This is a continuation of a pattern we have seen on numerous occasions over the past decade. Shortly after the terrorist attacks on September 11, 2001, President George W. Bush authorized the National Security Agency to conduct broad telephone and Internet surveillance outside the procedures of the Foreign Intelligence Surveillance Act—a program that would eventually come to be known as STELLAR WIND. When one component of that program, involving warrantless telephone wiretapping, was discovered and—eventually—disclosed by reporters for The New York Times, the administration insisted on its effectiveness and vital importance. Former NSA director Michael Hayden claimed that it had “been successful in detecting and preventing attacks inside the United States.” Vice President Dick Cheney went still further, asserting that the program had “saved thousands of lives.”
Yet when the intelligence community’s Inspectors General finally published an unclassified report on the program, they noted that the officials they interviewed “had difficulty citing specific instances where [the program] had directly contributed to counterterrorism successes.” As one senior CIA official told NSA historian Matthew Aid: “We spent a ton on the program but got back very little in the way of solid returns. I don’t think it was worth the money.”
Fusion centers, massively funded by the Department of Homeland Security over the past decade, were repeatedly hailed by intelligence officials as a “vital, proven tool” and a “centerpiece of our counterterrorism strategy.” It was only last year that an extensive, bipartisan Senate investigation concluded that they had in fact produced no useful counter terror intelligence, and indeed risked violating the Privacy Act by generating reports of citizens’ First Amendment protected activities.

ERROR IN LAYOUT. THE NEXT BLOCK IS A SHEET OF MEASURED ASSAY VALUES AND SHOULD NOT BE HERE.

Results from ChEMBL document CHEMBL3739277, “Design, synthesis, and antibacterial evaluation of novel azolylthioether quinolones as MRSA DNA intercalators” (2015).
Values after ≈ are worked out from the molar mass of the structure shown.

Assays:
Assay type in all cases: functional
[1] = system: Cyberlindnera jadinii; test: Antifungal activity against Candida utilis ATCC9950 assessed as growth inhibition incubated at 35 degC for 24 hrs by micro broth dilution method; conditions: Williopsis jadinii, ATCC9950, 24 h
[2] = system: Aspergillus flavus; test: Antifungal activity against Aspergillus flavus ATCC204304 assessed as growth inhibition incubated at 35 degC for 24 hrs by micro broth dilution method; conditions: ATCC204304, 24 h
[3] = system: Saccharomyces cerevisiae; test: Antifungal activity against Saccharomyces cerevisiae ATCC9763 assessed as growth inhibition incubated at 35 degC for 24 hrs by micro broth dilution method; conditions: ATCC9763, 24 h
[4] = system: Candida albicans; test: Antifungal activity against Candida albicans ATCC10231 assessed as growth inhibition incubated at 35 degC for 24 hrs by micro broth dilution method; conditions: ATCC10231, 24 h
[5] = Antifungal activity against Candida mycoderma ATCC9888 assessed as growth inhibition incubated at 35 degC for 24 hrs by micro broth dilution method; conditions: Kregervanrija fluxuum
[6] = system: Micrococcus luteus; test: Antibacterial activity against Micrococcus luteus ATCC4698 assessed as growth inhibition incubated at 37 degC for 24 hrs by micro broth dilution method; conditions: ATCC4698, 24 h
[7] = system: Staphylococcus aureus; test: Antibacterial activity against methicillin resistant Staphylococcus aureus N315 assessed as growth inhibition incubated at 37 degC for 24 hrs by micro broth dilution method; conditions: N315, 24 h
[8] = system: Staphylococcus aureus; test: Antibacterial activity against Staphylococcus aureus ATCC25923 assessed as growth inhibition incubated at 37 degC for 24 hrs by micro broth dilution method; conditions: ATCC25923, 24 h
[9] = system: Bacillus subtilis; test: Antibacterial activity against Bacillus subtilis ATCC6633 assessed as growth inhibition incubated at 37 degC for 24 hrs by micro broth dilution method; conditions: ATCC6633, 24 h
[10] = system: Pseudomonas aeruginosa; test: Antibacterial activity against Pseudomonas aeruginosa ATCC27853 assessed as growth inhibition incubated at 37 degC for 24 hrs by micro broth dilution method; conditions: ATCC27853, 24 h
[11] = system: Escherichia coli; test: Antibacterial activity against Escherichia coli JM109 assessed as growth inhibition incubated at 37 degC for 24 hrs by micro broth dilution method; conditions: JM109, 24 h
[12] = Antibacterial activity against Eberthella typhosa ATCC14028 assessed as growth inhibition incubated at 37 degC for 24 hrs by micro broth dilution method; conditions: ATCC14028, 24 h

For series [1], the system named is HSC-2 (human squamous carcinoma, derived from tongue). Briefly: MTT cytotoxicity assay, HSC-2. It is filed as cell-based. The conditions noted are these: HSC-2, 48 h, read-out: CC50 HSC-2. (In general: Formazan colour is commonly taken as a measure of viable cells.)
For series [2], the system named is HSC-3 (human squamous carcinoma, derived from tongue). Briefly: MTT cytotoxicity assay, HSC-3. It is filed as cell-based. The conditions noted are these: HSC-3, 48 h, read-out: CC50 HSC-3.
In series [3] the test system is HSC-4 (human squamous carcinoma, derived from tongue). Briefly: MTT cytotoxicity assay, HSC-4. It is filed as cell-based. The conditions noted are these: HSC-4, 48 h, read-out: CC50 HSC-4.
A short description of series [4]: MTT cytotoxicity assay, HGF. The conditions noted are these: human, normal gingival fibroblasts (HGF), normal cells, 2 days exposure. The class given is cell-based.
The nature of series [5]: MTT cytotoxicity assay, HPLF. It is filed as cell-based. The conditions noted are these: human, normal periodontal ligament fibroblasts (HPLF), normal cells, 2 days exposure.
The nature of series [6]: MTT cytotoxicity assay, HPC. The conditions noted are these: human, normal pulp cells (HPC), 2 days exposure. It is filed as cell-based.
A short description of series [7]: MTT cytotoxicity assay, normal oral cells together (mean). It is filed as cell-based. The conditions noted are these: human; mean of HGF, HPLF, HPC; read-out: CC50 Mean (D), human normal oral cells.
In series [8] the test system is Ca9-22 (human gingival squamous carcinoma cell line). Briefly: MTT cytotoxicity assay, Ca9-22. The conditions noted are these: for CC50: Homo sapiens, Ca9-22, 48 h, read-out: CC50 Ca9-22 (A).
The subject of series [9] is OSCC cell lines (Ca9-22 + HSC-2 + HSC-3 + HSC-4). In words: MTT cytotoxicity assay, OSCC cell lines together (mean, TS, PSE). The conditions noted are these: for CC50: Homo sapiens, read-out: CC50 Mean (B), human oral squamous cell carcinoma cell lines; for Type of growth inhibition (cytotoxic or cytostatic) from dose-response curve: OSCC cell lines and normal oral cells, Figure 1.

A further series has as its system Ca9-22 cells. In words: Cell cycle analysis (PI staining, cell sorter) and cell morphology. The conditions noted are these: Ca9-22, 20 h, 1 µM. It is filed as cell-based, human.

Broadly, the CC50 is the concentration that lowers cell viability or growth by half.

I am not, I wish to stress, claiming that intelligence officials deliberately mislead either Congress or the FISC about the importance of these programs. But the employees of every government agency naturally tend to believe that their programs and authorities serve an essential public purpose, and that internal assessment should not be uncritically accepted—especially when the authorities in question impinge on Americans’ privacy and civil liberties.
It has become increasingly clear that the FISA court, conceived as a body charged with assessing and authorizing specific targeting decisions, is ill equipped in its current form to evaluate broad programs of surveillance and data collection. Greater transparency, and some form of adversarial process in cases where the FISC considers novel legal and technological questions, may remedy the problem somewhat, but it would be better still to require the intelligence agencies to seek specific congressional authorization for collection on that scale, limiting the existing authorities to collection with a specific nexus to a suspected foreign agent—a limitation the Senate already unanimously approved back in 2005.